A digital cutting machine is no small investment either in money or the time that it takes to make it useful. One only has one shot at capturing one's initial feelings about whether or not that investment looked like a wise choice in the first few days of using one. And, the answer to that should be helpful to many, many people sitting on the fence who, like me, have never really tried one yet.
I'm in the unique position of having made an investment one year ago and just now opening the box to see if the vision I had back then was true or not. For a variety of good reasons the Gazelle went unused for a year and has just been taken out of the box and set up. And, at the same time a new cutter is coming on the market that promises to be a better match for the goals we have for a cutter. So, effectively, I have made investments in two different cutters with little experience with one and no experience with the other. Now, I am embarking on the first steps to see if those investments are worth it.
So, after these first few days of using a Gazelle, with a version of Funtime that is one revision back, what are our initial feelings? (I'm including both daughters and both grandchildren since all now have had a chance to see the Gazelle in action.)
Costs are both tangible and intangible
It didn't take long to find out that one can spend a LOT of money on suitable paper and that these machines don't come with a million canned shapes. Expendables are not going to be cheap. So, one had better weigh the operating costs as just as important as the initial machine cost. The Gazelle, when I pre-ordered it in 2009, was $429.99. The eCraft, at the time I pre-ordered it, was $259.95. Yet, I don't expect that to be the bulk of the costs of owning either machine. This means that in order to say that these purchases were "worth it" we have to factor in well over $688 in initial costs, alone. These are the bottom line tangible costs.
We also have to factor in the time it will take to learn the software and the quirks of each machine. That is time that could be spent doing something else or time that cuts into the time we were spending on other things we see as creative and important. Those are the intangible costs.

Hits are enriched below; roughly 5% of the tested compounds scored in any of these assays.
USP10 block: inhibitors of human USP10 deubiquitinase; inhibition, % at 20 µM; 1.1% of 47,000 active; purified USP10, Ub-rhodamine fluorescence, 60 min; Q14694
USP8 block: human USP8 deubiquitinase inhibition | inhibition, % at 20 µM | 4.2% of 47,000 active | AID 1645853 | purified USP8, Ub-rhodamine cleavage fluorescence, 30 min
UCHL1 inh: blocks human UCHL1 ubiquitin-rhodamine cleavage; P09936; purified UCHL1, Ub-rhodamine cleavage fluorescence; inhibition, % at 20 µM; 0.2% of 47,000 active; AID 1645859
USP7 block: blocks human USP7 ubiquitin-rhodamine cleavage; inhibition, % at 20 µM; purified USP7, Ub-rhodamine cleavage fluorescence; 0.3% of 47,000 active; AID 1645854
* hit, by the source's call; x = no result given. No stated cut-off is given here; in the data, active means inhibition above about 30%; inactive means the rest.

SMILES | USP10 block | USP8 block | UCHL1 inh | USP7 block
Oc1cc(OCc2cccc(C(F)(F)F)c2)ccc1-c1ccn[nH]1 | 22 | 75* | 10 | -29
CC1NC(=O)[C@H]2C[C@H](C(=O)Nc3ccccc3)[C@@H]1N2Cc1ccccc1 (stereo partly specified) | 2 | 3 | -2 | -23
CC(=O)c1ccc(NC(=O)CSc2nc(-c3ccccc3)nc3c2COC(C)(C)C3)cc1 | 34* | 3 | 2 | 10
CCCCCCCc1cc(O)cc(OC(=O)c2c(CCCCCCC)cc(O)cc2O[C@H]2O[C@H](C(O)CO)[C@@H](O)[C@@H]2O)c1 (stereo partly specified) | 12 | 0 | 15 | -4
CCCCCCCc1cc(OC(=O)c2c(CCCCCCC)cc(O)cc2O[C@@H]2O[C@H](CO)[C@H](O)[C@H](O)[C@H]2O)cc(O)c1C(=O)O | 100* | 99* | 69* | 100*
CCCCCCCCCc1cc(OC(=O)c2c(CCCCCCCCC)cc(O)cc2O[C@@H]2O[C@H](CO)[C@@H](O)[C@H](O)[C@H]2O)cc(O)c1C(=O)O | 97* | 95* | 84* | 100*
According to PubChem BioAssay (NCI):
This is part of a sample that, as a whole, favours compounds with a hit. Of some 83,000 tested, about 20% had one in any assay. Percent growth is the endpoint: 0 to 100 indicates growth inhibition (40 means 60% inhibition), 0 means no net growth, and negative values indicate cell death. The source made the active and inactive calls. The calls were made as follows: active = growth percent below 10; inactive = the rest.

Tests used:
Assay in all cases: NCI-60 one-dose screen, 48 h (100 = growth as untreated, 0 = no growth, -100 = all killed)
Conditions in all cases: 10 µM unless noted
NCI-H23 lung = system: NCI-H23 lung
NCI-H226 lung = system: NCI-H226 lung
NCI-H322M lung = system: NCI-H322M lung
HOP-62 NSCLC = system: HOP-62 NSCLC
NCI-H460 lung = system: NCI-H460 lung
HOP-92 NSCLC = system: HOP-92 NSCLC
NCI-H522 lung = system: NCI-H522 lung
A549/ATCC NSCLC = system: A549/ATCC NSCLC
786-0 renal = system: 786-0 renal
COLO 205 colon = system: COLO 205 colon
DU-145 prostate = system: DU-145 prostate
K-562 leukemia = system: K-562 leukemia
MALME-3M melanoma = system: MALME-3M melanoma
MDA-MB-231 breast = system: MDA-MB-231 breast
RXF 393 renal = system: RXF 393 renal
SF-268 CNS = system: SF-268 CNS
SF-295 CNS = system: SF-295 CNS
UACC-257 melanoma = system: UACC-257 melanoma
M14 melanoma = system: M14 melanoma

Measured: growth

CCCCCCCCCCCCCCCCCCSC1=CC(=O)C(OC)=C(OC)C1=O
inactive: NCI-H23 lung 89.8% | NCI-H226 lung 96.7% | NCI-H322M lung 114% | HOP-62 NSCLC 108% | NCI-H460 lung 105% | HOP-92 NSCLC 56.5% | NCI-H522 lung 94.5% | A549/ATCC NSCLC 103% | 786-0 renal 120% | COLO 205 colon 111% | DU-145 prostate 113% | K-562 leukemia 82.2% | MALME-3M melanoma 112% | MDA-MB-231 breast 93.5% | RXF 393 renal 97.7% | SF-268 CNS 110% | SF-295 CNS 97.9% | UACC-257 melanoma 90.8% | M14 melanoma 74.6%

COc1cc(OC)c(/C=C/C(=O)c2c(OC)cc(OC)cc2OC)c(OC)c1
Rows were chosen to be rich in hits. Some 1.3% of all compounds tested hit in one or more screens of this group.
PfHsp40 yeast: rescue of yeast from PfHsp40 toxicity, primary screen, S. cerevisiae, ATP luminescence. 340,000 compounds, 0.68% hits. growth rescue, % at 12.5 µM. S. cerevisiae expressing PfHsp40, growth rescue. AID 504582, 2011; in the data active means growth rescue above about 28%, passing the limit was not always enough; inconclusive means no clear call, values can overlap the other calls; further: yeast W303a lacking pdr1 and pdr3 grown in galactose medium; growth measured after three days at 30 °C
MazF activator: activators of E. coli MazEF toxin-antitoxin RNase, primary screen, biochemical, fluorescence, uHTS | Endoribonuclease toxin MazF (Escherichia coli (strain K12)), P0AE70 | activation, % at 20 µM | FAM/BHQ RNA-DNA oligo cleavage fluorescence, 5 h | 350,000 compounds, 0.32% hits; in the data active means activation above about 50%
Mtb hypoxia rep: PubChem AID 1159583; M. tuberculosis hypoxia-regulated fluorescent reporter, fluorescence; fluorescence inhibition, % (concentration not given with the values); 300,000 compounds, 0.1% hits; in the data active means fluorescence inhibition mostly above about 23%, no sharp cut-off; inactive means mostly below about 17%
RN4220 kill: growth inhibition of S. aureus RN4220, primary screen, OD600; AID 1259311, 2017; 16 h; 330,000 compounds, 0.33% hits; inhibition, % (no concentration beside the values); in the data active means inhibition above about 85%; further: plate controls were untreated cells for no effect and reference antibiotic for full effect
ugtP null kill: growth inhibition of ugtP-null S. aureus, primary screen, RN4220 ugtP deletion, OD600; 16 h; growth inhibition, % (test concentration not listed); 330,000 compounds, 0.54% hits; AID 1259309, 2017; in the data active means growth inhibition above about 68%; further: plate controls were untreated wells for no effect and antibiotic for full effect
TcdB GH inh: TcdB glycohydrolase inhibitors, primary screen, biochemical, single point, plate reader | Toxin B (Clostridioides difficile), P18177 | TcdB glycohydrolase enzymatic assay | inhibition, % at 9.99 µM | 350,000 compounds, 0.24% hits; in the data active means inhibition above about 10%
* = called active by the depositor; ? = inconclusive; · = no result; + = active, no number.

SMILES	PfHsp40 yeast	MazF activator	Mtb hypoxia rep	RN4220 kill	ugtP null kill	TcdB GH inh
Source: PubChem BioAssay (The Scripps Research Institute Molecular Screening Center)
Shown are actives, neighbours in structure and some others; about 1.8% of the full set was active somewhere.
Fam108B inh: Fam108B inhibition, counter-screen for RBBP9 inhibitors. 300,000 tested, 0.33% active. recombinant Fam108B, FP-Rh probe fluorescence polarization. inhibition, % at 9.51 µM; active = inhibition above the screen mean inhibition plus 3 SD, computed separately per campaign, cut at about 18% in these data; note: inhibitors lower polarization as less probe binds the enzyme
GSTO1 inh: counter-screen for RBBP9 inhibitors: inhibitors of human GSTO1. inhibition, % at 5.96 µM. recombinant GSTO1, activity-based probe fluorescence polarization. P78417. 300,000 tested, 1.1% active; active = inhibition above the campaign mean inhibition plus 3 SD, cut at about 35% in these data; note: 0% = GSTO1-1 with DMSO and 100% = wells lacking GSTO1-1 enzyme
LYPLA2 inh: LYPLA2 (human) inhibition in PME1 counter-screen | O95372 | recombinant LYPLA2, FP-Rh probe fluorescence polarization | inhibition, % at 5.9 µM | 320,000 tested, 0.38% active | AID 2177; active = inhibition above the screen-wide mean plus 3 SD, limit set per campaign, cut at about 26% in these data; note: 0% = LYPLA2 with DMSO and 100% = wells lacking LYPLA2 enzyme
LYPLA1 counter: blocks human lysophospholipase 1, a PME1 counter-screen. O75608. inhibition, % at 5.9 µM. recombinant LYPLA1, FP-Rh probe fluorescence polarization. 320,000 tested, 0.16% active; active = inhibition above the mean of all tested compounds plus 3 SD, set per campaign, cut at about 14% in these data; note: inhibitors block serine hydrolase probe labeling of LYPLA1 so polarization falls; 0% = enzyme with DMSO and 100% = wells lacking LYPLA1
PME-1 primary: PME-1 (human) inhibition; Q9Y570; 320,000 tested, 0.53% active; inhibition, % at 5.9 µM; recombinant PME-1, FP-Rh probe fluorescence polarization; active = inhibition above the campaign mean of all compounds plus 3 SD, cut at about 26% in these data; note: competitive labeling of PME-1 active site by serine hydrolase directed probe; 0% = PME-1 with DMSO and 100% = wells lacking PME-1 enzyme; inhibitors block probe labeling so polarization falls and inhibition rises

Both tangible and intangible costs need to be considered when evaluating whether or not we have made a good investment.
Returns will be both tangible and intangible.
Tangible returns for our particular situation will be realized if either or both of the machines are able to enhance the production capabilities of my daughter's artistic endeavors. That is going to take some time to know for sure. But, based on the little experience we now have, we are ready to make a prediction.
Intangible returns for our particular situation will be realized if our minds and creativity are stimulated in new and substantial ways. This is NOT a trite thing. The creative mind is an age-defying mind. And, opening creativity in one area spawns new opportunities for creativity in others. I place a HUGE premium and value on creativity. And, I measure an activity's impact on my levels of creativity by how well it triggers new branches and opportunities for growth in other activities.
The same is true for my children and grandchildren. Above all, we want to foster creative and active brains. So, while some returns are going to be intangible, they end up having tangible value in terms of evaluating whether or not an investment in something like these cutters is going to be worth it.
The current consensus?
To a person, we have been surprised by the potential we see in just the few cuts that we have made. We're still totally clueless about 99% of the capabilities and that has not stopped every one of us from realizing that we've been missing something that a cutter can bring to schoolwork, play, art, fun and many other areas of our lives. We range in age from 8 to 66. And, we've had a blast.
We've talked about materials, experimental techniques and possible out of the ordinary applications. And, most telling of all, my artist daughter laments the fact that I didn't bring the machine home to hook it up and see what it could do much sooner.
We are confident that both of these investments will turn out to be good ones.
I can't exactly tell you WHY we are so confident. We certainly weren't this confident BEFORE we actually used one. In fact, I considered it a moderately big gamble with some money to be recovered by selling off the machine if it didn't pan out. But, with just a few cuts under out belt our consensus is that we see places to go with these machines and can't wait to compare the eCraft with the Gazelle in terms of the ideas that have been spawned in just a few short days.
But, if we are wrong, you will be the first to know.
There is always the chance that we will end up being frustrated and disappointed. And, if that turns out to be the case, then I promise you that I'll communicate that to you just as loudly and forcefully as I do my positive findings. I've already mentioned that the mat is a pain. But, one that I can live with for now because the current choice is mat or no cuts. We might find that the eCraft's no mat strategy is so good that we end up parting ways with the Gazelle. But, it might be equally true that the eCraft might not be able to pull off some important types of cuts because it does not use a mat. Either way, you will know it when we make whatever determination we make.
The purpose of this blog is to keep you in the loop to help you when it comes time to make your own decisions about investing in a computer driven cutter. And, right this minute, I'm among those that fall on the "Yes" side of the equation when it comes to answering the question, "Was it worth it?".